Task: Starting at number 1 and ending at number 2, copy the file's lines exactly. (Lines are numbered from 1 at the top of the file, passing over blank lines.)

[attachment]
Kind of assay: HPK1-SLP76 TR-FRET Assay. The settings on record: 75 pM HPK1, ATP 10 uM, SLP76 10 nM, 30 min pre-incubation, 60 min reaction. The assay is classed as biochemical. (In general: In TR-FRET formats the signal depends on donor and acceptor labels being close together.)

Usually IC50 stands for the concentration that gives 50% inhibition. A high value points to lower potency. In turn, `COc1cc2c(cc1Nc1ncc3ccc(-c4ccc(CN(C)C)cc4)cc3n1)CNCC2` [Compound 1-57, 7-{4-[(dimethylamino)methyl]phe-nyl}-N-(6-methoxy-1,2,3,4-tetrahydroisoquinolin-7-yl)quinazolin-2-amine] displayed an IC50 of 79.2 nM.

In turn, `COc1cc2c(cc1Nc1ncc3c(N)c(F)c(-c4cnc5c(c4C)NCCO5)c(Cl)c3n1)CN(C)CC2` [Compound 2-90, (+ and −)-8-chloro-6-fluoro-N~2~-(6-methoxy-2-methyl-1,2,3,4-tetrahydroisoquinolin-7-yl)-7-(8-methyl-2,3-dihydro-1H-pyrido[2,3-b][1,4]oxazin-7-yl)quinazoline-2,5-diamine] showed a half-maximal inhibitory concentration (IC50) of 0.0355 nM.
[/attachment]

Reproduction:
Kind of assay: HPK1-SLP76 TR-FRET Assay. The settings on record: 75 pM HPK1, ATP 10 uM, SLP76 10 nM, 30 min pre-incubation, 60 min reaction. The assay is classed as biochemical. (In general: In TR-FRET formats the signal depends on donor and acceptor labels being close together.)

Usually IC50 stands for the concentration that gives 50% inhibition. A high value points to lower potency. In turn, `COc1cc2c(cc1Nc1ncc3ccc(-c4ccc(CN(C)C)cc4)cc3n1)CNCC2` [Compound 1-57, 7-{4-[(dimethylamino)methyl]phe-nyl}-N-(6-methoxy-1,2,3,4-tetrahydroisoquinolin-7-yl)quinazolin-2-amine] displayed an IC50 of 79.2 nM.